Whenever I have an opportunity to preach for one of our churches, I try to communicate how our area is changing. It’s impossible to deny. The Bible Belt culture many of us grew up with, where one could be assured that his neighbors at least knew the basics of the Gospel and respected Biblical values, is passing away. In its place is a mostly secular culture in which Christian values are not only rejected, but are set apart as inappropriate and unwelcome.

I share this to awaken Christians to the missional task before us. No longer can churches conduct business as usual. While every Baptist church I know seeks to reach unbelievers, most are set up to reach people who have some sort of Baptist or Christian background. These are people who like what we like, who may have departed the faith, but are now coming home. And we ought to reach such people.

But increasingly our mission field is comprised of persons who have no real knowledge of the Gospel, or if they do they live in outright rejection of it. And these people will tell you that they are not seeking anything we claim to offer.

Something must change if we are to reach these people! But what?

It’s not necessarily what you might think. I believe it has less to do with musical type, preaching style, Sunday School vs. small groups, or any of the countless other topics argued at preachers’ meetings. The change required, I believe, is much more internal.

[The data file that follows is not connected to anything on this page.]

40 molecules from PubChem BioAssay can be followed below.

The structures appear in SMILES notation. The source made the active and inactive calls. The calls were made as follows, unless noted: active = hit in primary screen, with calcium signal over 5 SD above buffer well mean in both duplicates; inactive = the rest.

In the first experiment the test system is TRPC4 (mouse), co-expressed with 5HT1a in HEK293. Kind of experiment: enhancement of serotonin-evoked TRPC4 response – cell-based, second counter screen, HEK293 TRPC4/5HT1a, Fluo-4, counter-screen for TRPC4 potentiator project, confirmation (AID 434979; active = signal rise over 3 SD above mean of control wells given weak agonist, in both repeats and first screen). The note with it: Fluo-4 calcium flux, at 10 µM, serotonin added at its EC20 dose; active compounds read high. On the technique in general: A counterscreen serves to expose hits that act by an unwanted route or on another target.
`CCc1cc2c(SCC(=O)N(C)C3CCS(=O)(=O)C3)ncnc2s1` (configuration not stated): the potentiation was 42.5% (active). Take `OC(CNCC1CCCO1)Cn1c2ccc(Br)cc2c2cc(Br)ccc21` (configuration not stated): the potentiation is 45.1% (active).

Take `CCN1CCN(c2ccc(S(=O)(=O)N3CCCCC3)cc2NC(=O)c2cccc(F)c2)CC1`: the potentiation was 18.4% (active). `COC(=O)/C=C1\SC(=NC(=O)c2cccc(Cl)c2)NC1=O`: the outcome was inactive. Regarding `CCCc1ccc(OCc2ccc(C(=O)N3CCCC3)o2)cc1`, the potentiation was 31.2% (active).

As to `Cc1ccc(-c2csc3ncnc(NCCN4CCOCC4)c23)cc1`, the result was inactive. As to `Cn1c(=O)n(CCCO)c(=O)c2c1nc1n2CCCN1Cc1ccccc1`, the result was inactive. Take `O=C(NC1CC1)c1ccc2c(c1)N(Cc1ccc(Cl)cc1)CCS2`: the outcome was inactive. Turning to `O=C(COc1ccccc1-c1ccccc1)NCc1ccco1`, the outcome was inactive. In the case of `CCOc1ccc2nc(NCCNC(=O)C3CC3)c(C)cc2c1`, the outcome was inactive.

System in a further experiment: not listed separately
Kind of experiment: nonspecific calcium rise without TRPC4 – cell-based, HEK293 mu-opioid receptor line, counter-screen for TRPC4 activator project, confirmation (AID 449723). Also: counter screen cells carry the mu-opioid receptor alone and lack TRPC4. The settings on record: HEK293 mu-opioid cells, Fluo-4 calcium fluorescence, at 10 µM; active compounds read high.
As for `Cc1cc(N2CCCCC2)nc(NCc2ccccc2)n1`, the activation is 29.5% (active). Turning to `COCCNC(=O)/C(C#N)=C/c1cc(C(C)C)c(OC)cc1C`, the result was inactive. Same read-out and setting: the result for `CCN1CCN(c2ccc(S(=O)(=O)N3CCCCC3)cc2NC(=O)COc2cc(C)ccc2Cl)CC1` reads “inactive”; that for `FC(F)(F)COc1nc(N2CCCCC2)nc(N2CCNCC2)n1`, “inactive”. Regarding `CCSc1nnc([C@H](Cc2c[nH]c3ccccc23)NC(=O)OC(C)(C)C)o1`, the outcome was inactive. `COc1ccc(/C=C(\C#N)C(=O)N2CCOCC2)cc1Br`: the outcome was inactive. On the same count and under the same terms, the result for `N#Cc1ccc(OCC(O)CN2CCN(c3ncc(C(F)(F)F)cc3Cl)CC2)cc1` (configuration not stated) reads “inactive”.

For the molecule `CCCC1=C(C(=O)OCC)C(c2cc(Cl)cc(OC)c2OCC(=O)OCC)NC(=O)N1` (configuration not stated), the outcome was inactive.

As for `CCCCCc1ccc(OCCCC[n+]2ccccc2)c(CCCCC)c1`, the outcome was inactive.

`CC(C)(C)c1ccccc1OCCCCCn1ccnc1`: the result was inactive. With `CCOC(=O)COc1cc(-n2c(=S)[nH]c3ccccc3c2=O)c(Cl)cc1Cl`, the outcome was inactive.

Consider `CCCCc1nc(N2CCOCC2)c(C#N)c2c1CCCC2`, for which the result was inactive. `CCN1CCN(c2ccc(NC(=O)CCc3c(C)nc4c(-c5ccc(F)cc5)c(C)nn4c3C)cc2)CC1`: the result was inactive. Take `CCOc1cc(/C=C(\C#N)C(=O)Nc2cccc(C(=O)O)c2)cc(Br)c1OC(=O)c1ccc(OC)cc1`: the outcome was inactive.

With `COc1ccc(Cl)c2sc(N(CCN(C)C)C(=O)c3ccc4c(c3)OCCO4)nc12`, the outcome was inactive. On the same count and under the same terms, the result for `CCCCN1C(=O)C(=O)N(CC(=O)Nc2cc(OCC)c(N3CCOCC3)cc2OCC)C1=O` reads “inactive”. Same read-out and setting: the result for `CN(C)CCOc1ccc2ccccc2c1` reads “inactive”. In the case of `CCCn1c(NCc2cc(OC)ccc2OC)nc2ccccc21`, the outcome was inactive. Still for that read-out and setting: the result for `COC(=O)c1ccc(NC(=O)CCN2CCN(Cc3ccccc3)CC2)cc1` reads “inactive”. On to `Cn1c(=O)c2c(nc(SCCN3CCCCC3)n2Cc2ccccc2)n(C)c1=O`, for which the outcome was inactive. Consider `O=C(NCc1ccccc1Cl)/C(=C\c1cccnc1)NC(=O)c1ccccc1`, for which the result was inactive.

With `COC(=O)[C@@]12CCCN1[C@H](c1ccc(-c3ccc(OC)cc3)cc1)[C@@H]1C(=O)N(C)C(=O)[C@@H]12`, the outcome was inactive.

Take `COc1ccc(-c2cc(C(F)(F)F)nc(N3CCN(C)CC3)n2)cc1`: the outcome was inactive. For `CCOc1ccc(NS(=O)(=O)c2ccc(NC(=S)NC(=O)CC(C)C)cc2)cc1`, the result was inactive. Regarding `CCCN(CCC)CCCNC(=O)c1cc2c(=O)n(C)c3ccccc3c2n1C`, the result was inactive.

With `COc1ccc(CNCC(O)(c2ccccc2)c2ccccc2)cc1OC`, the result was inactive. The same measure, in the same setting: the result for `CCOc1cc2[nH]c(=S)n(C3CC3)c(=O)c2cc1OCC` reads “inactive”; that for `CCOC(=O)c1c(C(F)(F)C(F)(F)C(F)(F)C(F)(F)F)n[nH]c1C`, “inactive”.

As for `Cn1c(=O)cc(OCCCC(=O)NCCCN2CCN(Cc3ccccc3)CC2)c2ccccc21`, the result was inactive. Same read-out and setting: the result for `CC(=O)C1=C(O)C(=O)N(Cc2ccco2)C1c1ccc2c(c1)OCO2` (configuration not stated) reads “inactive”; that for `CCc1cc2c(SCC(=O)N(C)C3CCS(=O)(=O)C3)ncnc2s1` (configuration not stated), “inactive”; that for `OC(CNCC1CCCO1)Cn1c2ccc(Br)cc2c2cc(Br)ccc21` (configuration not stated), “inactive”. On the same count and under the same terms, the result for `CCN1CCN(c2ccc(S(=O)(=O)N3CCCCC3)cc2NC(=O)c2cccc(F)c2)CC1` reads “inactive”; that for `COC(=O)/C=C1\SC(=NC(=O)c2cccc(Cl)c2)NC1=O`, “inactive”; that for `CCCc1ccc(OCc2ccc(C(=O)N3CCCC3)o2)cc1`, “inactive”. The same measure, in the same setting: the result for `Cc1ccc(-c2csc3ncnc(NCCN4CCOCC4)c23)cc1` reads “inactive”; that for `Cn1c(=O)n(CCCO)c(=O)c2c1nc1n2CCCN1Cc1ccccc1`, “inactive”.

I believe we need to change from attractional ministry to an incarnational one. Attractional evangelism is what we do when we plan events like revivals and block parties, then invite unbelievers to these events. Or we plan our services so that they might appeal more to unbelievers.

Now, don’t misunderstand me. I still advocate these events. But honestly, they do not draw those who have no bent toward the gospel.

I often wonder how different our communities would be if we simplified our schedules and made room for our best and finest witnesses to be out in the community, involved in the school’s PTO groups, coaching Little League, and in other ways befriending unbelievers. Simply living an honest Christian lifestyle among them, all the while seeking opportunities to inquire about faith. It’s something to consider, especially as the “tried and true” methods of yesterday draw fewer people in.

I also believe we need to change our understanding of the church. We need to shift from thinking about the church as the place where we serve Christ to thinking of it as the body through which we are equipped. The community and world around it are our mission fields. While many serve in the church, the church is like our “boot camp,” where the body of Christ is developed into an army through which Christ’s kingdom advances.

There is more I will write about these things in coming months. For now, let me encourage you to consider your own place in God’s kingdom work. There are definitely absolutes we cannot change, such as our commitment to Christ, His Gospel, and the inerrant scripture through which we know Him. But as our community becomes less defined by Christian values, we must change how we engage it.

I’ve given you my “two-cents.” Will you make change?

Bro. Jim